Japanese scientists today announced that 21 rocks identified by Hayabusa-2 on the asteroid Ryugu have a composition that suggests they were formed on another asteroid.
Although Ryugu’s surface is uniformly dark [because it is a C-type asteroid], the scientists behind the new research found numerous boulders scattered across the asteroid that were 1.5 or more times brighter than their surroundings — that is, they reflected at least 50% more light than most of the rest of Ryugu. This contrast made the researchers suspect these boulders may have come from outside the asteroid.
By analyzing the spectrum of light reflected off 21 of these boulders, the scientists deduced they were made of minerals known as anhydrous silicates. Prior studies have suggested that such water-poor, silicon-rich rocks make up silicaceous or S-type asteroids, the most common kind of asteroid found in the inner main asteroid belt. The brightness of these boulders also matches the brightness of S-type asteroids.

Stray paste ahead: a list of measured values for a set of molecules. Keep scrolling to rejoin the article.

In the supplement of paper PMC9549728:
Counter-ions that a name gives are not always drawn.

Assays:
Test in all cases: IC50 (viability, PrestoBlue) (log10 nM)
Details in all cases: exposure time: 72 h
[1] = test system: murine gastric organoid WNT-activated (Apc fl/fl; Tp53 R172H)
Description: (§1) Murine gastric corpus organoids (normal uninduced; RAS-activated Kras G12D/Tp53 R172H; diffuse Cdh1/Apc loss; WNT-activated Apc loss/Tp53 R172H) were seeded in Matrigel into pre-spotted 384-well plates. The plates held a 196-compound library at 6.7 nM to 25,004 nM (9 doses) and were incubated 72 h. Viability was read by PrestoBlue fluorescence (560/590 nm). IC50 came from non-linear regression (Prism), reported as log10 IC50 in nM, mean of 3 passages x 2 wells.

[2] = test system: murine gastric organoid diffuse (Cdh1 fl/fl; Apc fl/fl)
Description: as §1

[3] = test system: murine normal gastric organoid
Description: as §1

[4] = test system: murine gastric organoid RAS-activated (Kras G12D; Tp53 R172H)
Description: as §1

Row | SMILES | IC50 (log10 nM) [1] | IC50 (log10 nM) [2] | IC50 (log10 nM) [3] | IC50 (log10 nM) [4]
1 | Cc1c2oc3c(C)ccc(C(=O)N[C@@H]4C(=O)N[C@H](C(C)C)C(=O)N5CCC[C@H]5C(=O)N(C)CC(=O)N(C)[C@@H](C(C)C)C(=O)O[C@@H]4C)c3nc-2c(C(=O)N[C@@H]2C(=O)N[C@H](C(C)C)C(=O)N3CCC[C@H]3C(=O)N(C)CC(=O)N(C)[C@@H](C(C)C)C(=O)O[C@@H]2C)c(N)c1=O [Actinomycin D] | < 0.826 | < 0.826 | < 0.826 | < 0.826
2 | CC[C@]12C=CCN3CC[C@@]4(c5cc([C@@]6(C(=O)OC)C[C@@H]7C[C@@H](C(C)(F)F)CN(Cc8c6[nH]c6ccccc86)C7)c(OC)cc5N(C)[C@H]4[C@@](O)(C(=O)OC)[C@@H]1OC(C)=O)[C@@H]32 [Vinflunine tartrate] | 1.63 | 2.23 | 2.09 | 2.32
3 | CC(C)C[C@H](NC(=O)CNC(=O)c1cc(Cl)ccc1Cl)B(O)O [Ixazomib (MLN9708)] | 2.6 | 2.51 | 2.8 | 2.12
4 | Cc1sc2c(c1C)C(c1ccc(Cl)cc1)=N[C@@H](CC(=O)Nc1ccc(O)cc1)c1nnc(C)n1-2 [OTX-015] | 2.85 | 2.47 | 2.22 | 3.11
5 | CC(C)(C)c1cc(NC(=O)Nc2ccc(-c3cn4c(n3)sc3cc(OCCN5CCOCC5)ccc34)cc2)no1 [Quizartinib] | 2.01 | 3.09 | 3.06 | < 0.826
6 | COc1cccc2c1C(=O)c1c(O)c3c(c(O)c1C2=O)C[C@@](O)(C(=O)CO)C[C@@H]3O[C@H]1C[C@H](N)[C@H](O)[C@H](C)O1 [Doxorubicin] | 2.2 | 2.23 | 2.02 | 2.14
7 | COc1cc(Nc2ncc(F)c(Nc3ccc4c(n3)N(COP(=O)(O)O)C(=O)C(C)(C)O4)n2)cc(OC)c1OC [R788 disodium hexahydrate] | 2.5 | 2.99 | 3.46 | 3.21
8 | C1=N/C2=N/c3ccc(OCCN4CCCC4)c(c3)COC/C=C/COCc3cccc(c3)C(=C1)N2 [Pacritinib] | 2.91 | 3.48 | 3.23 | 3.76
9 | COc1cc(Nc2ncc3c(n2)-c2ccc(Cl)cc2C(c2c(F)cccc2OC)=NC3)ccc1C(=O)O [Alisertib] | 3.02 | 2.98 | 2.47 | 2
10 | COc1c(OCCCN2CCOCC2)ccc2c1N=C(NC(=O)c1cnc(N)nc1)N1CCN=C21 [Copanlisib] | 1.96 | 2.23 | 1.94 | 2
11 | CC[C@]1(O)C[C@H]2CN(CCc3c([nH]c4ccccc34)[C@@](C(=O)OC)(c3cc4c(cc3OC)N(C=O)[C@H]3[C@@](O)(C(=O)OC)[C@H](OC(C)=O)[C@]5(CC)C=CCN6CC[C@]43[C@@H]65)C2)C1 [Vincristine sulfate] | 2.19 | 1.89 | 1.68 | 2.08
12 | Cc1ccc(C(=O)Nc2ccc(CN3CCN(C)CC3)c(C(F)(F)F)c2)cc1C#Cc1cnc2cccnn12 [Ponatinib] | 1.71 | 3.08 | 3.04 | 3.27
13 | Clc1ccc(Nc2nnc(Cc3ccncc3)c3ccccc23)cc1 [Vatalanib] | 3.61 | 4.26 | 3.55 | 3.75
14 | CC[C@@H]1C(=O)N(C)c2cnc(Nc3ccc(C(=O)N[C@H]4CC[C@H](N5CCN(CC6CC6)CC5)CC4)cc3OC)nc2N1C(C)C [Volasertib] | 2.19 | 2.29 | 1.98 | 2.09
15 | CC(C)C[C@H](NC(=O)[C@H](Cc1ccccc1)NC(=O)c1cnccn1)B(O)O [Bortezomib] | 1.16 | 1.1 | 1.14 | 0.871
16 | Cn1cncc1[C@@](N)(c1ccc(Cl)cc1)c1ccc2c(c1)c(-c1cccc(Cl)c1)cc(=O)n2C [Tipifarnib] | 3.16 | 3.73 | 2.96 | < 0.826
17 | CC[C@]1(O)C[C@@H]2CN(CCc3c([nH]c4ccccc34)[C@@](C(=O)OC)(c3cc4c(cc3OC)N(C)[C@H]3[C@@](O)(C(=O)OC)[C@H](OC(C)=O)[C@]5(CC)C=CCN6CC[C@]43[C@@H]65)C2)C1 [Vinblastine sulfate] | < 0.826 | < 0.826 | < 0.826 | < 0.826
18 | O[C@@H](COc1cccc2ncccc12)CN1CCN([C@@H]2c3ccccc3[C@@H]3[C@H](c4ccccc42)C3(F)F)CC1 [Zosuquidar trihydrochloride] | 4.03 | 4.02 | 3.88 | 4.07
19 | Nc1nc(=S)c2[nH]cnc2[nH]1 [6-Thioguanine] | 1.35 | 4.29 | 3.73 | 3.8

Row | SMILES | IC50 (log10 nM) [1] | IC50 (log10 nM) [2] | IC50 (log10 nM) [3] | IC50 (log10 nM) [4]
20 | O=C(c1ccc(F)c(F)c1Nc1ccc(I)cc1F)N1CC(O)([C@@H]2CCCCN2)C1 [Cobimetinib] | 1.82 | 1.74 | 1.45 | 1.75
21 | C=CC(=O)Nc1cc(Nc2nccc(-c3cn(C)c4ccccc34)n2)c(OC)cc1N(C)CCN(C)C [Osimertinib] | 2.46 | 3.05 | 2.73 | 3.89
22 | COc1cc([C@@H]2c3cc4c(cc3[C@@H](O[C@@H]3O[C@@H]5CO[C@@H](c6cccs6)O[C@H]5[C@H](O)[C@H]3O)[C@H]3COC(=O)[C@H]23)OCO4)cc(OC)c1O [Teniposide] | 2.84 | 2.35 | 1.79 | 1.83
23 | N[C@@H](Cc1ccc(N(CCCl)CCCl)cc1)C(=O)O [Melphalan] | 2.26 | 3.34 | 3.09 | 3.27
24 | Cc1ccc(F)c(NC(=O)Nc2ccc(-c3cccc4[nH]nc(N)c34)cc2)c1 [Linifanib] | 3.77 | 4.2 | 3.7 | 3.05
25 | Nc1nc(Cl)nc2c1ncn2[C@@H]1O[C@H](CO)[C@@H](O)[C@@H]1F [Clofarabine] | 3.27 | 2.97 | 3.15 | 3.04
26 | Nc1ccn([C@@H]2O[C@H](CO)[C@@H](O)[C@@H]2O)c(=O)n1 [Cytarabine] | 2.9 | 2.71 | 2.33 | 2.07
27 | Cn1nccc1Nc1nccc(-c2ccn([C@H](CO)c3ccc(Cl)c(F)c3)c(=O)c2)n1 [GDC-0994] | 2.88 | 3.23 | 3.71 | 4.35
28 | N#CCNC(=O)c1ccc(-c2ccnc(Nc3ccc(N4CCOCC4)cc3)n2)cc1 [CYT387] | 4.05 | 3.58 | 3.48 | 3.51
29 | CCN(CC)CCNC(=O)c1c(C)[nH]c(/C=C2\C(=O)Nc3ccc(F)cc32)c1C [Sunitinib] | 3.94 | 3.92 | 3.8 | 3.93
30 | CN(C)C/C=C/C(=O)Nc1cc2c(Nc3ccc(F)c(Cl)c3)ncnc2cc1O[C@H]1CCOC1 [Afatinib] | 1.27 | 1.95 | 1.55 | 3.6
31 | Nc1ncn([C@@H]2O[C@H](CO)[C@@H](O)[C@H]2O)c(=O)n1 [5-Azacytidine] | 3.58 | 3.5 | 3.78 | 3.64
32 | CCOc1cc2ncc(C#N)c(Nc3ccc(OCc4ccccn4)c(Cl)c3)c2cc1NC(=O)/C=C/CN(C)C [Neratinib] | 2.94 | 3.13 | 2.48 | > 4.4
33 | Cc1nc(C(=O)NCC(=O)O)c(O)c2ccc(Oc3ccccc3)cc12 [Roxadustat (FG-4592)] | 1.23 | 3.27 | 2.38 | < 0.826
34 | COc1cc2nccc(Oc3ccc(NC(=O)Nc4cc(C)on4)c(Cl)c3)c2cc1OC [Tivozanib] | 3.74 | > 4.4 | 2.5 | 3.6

This result compliments the result yesterday from scientists studying Bennu with OSIRIS-REx, and was in fact released at the same time. Both asteroids apparently contain material from other asteroids, suggesting that asteroids in their initial formation (as rubble piles) are routinely a mixture of material from many asteroids, thrown out during impacts and then recaptured.
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